int laps = 0;
while (laps < 5){
	print("Laps $laps");
	laps++;
}

In this example, the code inside the while is executed until the laps are less than five.

Laps 0
Laps 1
Laps 2
Laps 3
Laps 4

The sibling of the while is the do while

Introducing the sibling of the While statement, the Do while statement. This statement executes the code and after the statement evaluates it. Here’s an example.

int countDown = 5;
do {
 print("Time remaining: $countDown");
 countDown--;
} while (countDown != 0);

This code is going to print the countDown variable while it’s different than zero. Here’s the result.

Time remaining: 5
Time remaining: 4
Time remaining: 3
Time remaining: 2
Time remaining: 1

That’s it

If you’re new into programming, I hope this helps you, and if you’re not, I hope you liked it. I’m also creating new CodingSlices about Flutter on Instagram, feel free to follow me in @codingpizza for more content.

Do you know I’m also writing an eBook which is a basic course of Dart. All you need to get started with Flutter. It’s free and you can sign-up here.

Now is your turn

You can try these concepts in IDE like Intellij idea community which is free, all you need is to install the Dart Plugin. Visual Studio Code or in some online editors like Dartpad.

Previous post

If you’re interested in more post like this you can check out my others post about Dart.

Variables

Functions

Parameters

CategoriesDart

Parameters in Dart ¿What types exist?

Parameters

Hi there! In the last post, we’ve been talking about variables and functions. If case you missed it, you can check our previous post here.

Variables

Functions

We saw them previously.

On the previous post about functions, we talked about parameters. We saw an example in which we need them as ingredients to do a IceCreamMachine works. We can also say that parameters are dependencies that a function requires to execute their code.

Required parameters

The required parameters are the most basic parameters that a function can use, you specify a type, a name, and you’re ready to go.

We already saw them in the previous post on the sum function example:

The integer a and the integer b, are used inside the function and then are returned.

Optional parameters

These parameters are optional because you can omit them when you use that function. To make a parameter optional, we need to put them inside brackets and at the end of the signature, if you’re using required params. Let’s see an example.

In this function, we can see how the optional parameter is placed before the required parameters if you put the optional parameter first the compiler would complain.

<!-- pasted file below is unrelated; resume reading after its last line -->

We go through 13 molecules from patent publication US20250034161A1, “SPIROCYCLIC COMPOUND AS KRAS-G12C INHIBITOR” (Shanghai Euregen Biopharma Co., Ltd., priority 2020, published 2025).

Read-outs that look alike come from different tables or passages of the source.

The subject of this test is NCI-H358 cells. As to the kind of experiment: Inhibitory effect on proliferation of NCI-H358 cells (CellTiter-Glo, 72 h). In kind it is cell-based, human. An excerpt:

Ok, but what happened with the variable $secondName if it is not passed? The variable is going to be null. We don’t want to print “John null Wick.” for that, we can add a default value that we’re using later in case the optional parameter is null.

To add a default value to an optional parameter, all we need to do is an assignment. You can see it better in the following example:

Now the value is going to be an empty string, and the name will print correctly.

Let’s talk about how we can use the previous function. We actually can use it as follows:

You can make all your parameters optional by wrapping your parameters with brackets, in this way:

Named Parameters

This type of parameters allows you to indicate in the function signature which parameter are you passing into it. For that, we need to surround our parameter with curly braces.

Here’s an example:

In this example, we’re using the name and the surname as required parameters. And the second name as a named parameter and in case nothing is passed to it the value will be an empty string.

When we want to use the last function with the optional parameters, we use it in the following way:

As you can see the named parameter should be included inside the parentheses.

In case we need to have a function with only named parameters, all we need to do is surround all the parameter section in the function signature with curly braces.

With the last function, we can specify the parameters but also change the order in which we use it because the order of the parameters doesn’t matter.

For example:

Isn’t it amazing? The named parameters improve the function readability a lot.

Now is your turn

You can try these concepts in IDE like Intellij idea community which is free, all you need is to install the Dart plugin. Visual Studio Code or in some online editors like Dartpad.

Previous post

If you’re interested in more post like this, you can check out my other articles about Dart.

Variables

Functions

Learn more

If you liked this post, I’m writing more like these in a free ebook which is a basic course of Dart that can help you to later start with Flutter, that awesome framework for develop multiplatform apps. If you’re interested, you can get it for free following this link.